Travelers searching for the essence of Ireland will inevitably wind their way west, toward the farthest reaches of County Galway. There’s a lot for any scenery-happy motorist to take in out here, too, as the 1,600-mile Wild Atlantic Way offers some of the finest landscape and sea views of any place in the world. Doing the whole trail is a bit ambitious for this particular trip, but today I’ve opted to meander along one of my favorite sections, the area surrounding Connemara National Park.
I begin my drive at Ballynahinch Castle, set on a 700-acre estate about an hour west of the city of Galway. Formerly the home of the Maharaja Jam Sahib of Nawanagar (better known as Ranjitsinhji), a cricket star who lost an eye in a shooting accident, the historic property is positioned along a rich salmon fishery. I’m tempted to send a few casts waterward, but I decide to stay on solid ground.
First, I head south, descending into bogland on uneven tarmac. This is no place for low-riding sports cars; fortunately, I’m behind the wheel of the posh yet rugged Bentley Bentayga S, a lightfooted SUV with an air suspension system that compensates for the bumps and a first-class navigation display that isn’t fooled by tongue-twisting Gaelic road signs. Soon I reach Roundstone, one of the prettiest fishing villages in all of Ireland. I cruise down the high street and pop into O’Dowd’s of Roundstone, a pleasant seafood restaurant and bar, where I warm up with steamed Killary mussels in coconut milk and chili broth, along with a pint of Guinness.
After lunch I make my way northwest, passing through thick bogs and the town of Clifden, which every August hosts the lively Connemara Pony Festival. Shortly thereafter, I find myself at the entrance to Connemara National Park.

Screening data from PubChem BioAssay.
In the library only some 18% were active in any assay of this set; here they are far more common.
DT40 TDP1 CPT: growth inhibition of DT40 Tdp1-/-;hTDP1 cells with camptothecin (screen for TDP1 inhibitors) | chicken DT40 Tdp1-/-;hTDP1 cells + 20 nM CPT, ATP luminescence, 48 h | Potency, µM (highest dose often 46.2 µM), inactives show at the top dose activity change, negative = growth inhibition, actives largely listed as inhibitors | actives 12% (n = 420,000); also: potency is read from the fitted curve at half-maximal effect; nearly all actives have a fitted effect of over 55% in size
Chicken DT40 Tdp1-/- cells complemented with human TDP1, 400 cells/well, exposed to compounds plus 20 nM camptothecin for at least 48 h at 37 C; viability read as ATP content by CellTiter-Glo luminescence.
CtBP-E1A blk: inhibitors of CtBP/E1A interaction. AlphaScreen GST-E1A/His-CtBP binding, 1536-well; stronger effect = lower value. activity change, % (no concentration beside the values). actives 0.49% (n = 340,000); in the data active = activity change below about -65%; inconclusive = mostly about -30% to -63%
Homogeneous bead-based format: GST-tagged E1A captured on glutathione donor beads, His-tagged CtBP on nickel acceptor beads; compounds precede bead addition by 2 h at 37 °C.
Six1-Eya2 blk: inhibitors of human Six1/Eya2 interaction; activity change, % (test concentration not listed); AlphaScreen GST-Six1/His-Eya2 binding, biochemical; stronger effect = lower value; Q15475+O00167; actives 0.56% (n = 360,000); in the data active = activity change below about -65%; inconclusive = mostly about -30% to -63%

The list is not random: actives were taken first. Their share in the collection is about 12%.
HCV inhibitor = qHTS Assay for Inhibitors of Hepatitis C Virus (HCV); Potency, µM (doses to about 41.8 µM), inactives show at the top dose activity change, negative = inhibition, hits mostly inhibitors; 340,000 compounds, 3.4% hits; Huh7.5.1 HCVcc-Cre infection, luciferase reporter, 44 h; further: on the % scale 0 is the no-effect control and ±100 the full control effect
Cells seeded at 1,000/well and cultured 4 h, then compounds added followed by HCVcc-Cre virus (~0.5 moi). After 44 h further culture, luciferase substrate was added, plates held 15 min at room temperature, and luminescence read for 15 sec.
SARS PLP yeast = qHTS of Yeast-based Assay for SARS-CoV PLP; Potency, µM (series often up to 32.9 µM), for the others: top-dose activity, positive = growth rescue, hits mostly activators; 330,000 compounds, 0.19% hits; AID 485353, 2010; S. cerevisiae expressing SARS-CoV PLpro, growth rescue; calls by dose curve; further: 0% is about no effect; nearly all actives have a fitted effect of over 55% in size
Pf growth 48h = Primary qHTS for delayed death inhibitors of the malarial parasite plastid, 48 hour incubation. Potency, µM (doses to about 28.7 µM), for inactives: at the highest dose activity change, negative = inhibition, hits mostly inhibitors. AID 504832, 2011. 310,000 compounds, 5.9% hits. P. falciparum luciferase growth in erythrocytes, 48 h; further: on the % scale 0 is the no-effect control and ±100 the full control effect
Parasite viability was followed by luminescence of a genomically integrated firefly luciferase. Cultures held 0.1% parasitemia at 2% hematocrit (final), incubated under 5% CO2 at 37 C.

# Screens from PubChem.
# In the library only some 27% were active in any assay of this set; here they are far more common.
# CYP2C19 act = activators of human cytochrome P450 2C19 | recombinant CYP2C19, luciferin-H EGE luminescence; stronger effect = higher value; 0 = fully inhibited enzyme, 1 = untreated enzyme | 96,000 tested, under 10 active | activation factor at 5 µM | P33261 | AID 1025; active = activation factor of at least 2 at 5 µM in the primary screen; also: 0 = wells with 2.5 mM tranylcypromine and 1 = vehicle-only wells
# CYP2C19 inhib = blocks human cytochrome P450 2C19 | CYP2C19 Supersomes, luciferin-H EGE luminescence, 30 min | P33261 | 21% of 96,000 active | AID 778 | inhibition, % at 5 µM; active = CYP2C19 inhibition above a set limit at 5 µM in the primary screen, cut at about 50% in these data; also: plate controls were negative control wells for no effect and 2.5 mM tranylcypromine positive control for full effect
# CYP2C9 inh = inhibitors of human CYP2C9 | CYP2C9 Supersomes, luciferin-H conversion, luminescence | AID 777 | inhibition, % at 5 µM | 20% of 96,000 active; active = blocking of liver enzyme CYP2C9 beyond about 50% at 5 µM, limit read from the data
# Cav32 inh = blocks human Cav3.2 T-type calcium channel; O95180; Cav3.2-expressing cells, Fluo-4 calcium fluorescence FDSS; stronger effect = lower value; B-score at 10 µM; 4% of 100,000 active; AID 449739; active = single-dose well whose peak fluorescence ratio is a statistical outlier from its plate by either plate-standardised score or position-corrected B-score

Home to several of the mountains that make up the famous Twelve Bens, this is a place of savage beauty, and I take a few minutes to appreciate it with a short walk from the visitor’s center along the Diamond Hill Loop trail.
It’s blustery outside, so I pump the heat in the Bentley on the way to my next stop, Kylemore Abbey, where I take in the mid-19th-century granite Benedictine monastery building, reflected in its own shimmering lake, and then go for a brief stroll through the walled Victorian garden. Past Killary Fjord, an inlet that’s famed for its mussels, I exit the N59 and head east toward the village of Cong, where much of the classic 1952 John Ford movie The Quiet Man was filmed. I pop by The Quiet Man Museum and snap a photo of the statue of John Wayne and Maureen O’Hara outside. Inspired, I continue on to nearby Ashford Castle, whose bar was a favorite watering hole of the two Hollywood stars. Instead of cocktails, I opt to take afternoon tea; over freshly baked scones and a pot of Earl Grey, I ponder how the Duke is said to have fallen in love with Connemara. I can see why. Perhaps I’ll stay another night.
2022 Bentley Bentayga S
While the 12-cylinder Bentley Continental GT Speed may be faster, the luxurious, nimble Bentayga S, with its eye-catching 22-inch alloy wheels, tinted lights, and assertive stance, is the brand’s sportiest SUV. Not that the Bentayga putters along, mind you: Its sublime 4-liter, twin-turbo V8 engine churns out 542 horsepower and 568 pound feet of torque, sending it from zero to 60 in 4.5 seconds and all the way up to a top speed of 180 miles per hour. The leather and wood interior, meanwhile, is a masterclass in handcrafted British opulence.
From $229,325, bentleymotors.com
Next Up: Cruise to a Little-Known, Uninhabited Island Off Ireland’s Malin Head